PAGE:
Обсуждение: Copy database performance issue

От:
Steve
Дата:

Hello there;

I've got an application that has to copy an existing database to a new
database on the same machine.

I used to do this with a pg_dump command piped to psql to perform the
copy; however the database is 18 gigs large on disk and this takes a LONG
time to do.

So I read up, found some things in this list's archives, and learned that
I can use createdb --template=old_database_name to do the copy in a much
faster way since people are not accessing the database while this copy
happens.


The problem is, it's still too slow.  My question is, is there any way I
can use 'cp' or something similar to copy the data, and THEN after that's
done modify the database system files/system tables to recognize the
copied database?

For what it's worth, I've got fsync turned off, and I've read every tuning
thing out there and my settings there are probably pretty good.  It's a
Solaris 10 machine (V440, 2 processor, 4 Ultra320 drives, 8 gig ram) and
here's some stats:

shared_buffers = 300000
work_mem = 102400
maintenance_work_mem = 1024000

bgwriter_lru_maxpages=0
bgwriter_lru_percent=0

fsync = off
wal_buffers = 128
checkpoint_segments = 64


Thank you!


Steve Conley

От:
Jignesh Shah
Дата:

Steve,

Are you using the latest update release of Solaris 10 ?

When you are doing the copy, did you check with prstat -amL to see if it
is saturating on any CPU?

If it is saturating on a CPU then atleast it will narrow down that you
need to improve the CPU utilization of the copy process.

Brendan Greg's "hotuser" script which uses DTrace and Pearl post
processing will help you to figure out which functions is causing the
high CPU utilization and then maybe somebody from the PostgreSQL team
can figure out what's happening that is causing the slow copy.

If none of the cores show up as near 100% then the next step is to
figure out if any disk is 100% utilized via iostat -xczmP .

With this information it might help to figure out the next steps in your
case.

Regards,
Jignesh


Steve wrote:
> Hello there;
>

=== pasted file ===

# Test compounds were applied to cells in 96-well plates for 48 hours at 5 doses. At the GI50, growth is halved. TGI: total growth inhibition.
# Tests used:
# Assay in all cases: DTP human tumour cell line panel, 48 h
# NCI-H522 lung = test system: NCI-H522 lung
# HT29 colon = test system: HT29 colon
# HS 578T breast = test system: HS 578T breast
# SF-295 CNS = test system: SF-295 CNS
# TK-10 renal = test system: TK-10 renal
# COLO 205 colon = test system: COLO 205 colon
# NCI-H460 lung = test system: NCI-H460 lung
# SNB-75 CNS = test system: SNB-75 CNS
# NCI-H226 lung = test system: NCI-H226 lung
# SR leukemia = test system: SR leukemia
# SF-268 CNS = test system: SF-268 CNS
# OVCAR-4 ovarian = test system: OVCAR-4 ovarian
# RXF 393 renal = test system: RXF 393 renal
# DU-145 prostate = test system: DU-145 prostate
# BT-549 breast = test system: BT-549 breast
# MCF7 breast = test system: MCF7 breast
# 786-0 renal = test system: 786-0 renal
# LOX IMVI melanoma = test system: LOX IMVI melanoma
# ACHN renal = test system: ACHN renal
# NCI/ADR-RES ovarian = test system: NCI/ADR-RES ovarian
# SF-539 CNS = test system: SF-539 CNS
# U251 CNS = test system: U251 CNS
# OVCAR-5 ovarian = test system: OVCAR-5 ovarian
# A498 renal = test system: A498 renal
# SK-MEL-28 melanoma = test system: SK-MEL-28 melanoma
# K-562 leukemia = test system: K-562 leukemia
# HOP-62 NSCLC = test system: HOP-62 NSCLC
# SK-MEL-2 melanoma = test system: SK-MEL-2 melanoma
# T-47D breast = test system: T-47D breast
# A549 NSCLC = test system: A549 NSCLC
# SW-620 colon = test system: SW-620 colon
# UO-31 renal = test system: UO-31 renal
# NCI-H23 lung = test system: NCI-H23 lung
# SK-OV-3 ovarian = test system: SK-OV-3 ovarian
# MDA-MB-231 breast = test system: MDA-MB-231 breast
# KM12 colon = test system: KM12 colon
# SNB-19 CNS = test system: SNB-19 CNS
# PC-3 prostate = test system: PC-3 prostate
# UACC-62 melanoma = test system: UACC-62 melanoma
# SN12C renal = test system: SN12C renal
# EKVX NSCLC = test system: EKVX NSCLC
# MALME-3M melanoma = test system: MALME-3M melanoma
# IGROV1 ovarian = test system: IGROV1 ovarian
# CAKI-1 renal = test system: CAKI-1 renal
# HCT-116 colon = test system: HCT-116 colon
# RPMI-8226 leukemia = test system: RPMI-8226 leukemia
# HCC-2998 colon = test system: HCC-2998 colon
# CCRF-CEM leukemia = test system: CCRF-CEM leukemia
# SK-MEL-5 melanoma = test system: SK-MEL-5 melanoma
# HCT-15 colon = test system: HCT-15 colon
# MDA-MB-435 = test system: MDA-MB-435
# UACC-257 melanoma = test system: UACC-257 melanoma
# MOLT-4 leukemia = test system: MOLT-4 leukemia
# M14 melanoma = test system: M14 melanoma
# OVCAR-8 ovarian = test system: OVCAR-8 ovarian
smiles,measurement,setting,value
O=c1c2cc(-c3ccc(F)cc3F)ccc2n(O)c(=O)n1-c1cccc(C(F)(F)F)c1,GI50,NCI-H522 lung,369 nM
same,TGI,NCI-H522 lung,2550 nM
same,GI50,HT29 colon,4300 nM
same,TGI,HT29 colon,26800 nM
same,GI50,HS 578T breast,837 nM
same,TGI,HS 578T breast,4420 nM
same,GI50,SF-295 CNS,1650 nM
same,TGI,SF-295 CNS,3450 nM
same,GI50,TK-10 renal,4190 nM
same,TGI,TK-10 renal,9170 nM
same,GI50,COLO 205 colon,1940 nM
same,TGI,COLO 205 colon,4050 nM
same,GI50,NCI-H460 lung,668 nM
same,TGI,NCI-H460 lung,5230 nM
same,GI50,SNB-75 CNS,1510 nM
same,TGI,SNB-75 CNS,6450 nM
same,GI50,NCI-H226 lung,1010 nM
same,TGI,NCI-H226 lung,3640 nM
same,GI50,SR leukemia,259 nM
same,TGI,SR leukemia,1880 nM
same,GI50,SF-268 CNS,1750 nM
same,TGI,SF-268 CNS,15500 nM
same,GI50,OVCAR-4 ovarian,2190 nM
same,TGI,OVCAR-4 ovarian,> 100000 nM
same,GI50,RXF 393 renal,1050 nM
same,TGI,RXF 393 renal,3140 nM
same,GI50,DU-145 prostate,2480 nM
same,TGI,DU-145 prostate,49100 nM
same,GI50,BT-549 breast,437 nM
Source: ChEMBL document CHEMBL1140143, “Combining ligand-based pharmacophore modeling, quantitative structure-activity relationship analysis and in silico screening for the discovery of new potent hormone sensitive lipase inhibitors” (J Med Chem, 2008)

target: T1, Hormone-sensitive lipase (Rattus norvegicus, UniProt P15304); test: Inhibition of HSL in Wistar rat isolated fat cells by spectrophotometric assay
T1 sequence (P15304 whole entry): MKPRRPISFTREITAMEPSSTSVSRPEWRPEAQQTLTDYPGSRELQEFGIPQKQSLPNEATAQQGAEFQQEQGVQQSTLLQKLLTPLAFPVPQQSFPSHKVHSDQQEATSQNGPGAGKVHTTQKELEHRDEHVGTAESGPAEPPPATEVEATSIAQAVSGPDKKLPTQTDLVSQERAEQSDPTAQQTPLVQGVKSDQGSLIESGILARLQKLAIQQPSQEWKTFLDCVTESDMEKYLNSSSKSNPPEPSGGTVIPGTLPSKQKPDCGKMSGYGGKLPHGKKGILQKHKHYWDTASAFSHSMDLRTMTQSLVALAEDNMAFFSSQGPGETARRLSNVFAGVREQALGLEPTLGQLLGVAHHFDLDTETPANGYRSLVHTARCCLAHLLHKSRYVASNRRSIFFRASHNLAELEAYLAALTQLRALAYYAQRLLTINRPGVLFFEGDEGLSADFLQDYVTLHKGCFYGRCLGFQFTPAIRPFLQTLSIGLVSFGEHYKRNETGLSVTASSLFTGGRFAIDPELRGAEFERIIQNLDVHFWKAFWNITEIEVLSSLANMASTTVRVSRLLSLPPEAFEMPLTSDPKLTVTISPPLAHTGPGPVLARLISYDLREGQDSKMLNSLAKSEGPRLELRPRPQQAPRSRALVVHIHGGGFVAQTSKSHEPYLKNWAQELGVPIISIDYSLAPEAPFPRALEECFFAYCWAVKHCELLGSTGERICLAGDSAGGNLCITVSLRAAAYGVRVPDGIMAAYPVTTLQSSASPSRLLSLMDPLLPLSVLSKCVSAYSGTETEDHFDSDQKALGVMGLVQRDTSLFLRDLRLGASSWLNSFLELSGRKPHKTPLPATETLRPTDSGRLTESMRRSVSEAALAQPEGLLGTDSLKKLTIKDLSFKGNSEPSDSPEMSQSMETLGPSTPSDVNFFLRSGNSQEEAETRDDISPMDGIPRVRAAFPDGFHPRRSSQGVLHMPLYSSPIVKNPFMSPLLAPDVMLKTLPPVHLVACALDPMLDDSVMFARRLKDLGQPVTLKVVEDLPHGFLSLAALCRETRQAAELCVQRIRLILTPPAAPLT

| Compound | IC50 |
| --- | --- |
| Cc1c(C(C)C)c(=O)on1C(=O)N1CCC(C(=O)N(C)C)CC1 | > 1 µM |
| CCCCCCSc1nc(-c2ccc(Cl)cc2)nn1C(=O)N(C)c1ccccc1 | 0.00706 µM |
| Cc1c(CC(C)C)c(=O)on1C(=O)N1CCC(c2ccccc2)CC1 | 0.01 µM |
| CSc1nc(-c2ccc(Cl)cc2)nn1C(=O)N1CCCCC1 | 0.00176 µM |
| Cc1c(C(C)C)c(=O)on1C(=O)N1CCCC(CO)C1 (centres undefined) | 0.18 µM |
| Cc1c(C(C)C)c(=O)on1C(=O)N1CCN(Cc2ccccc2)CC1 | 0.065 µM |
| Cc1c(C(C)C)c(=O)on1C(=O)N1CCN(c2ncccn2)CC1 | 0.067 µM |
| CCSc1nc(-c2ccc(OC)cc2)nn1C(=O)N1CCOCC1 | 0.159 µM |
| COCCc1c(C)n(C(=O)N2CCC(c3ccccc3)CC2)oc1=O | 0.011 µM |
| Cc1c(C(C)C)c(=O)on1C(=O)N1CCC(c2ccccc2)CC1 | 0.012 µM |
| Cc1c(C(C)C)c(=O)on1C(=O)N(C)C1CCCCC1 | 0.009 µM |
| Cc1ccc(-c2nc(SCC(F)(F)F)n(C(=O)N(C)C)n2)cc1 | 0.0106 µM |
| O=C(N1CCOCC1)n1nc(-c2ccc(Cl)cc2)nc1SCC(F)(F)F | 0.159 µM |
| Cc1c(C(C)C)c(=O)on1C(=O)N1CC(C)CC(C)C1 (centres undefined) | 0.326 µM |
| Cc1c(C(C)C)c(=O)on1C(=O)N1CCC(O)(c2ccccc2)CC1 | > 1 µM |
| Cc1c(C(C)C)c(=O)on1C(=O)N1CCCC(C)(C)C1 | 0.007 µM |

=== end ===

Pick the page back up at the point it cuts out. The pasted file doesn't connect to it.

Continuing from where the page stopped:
> I've got an application that has to copy an existing database to a new
> database on the same machine.
>
> I used to do this with a pg_dump command piped to psql to perform the
> copy; however the database is 18 gigs large on disk and this takes a
> LONG time to do.
>
> So I read up, found some things in this list's archives, and learned
> that I can use createdb --template=old_database_name to do the copy in
> a much faster way since people are not accessing the database while
> this copy happens.
>
>
> The problem is, it's still too slow.  My question is, is there any way
> I can use 'cp' or something similar to copy the data, and THEN after
> that's done modify the database system files/system tables to
> recognize the copied database?
>
> For what it's worth, I've got fsync turned off, and I've read every
> tuning thing out there and my settings there are probably pretty
> good.  It's a Solaris 10 machine (V440, 2 processor, 4 Ultra320
> drives, 8 gig ram) and here's some stats:
>
> shared_buffers = 300000
> work_mem = 102400
> maintenance_work_mem = 1024000
>
> bgwriter_lru_maxpages=0
> bgwriter_lru_percent=0
>
> fsync = off
> wal_buffers = 128
> checkpoint_segments = 64
>
>
> Thank you!
>
>
> Steve Conley
>
> ---------------------------(end of broadcast)---------------------------
> TIP 6: explain analyze is your friend

От:
"Jim C. Nasby"
Дата:

On Mon, Oct 23, 2006 at 05:51:40PM -0400, Steve wrote:
> Hello there;
>
> I've got an application that has to copy an existing database to a new
> database on the same machine.
>
> I used to do this with a pg_dump command piped to psql to perform the
> copy; however the database is 18 gigs large on disk and this takes a LONG
> time to do.
>
> So I read up, found some things in this list's archives, and learned that
> I can use createdb --template=old_database_name to do the copy in a much
> faster way since people are not accessing the database while this copy
> happens.
>
>
> The problem is, it's still too slow.  My question is, is there any way I
> can use 'cp' or something similar to copy the data, and THEN after that's
> done modify the database system files/system tables to recognize the
> copied database?

AFAIK, that's what initdb already does... it copies the database,
essentially doing what cp does.

> For what it's worth, I've got fsync turned off, and I've read every tuning
> thing out there and my settings there are probably pretty good.  It's a
> Solaris 10 machine (V440, 2 processor, 4 Ultra320 drives, 8 gig ram) and
> here's some stats:

I don't think any of the postgresql.conf settings will really come into
play when you're doing this...
--
Jim Nasby                                            
EnterpriseDB      http://enterprisedb.com      512.569.9461 (cell)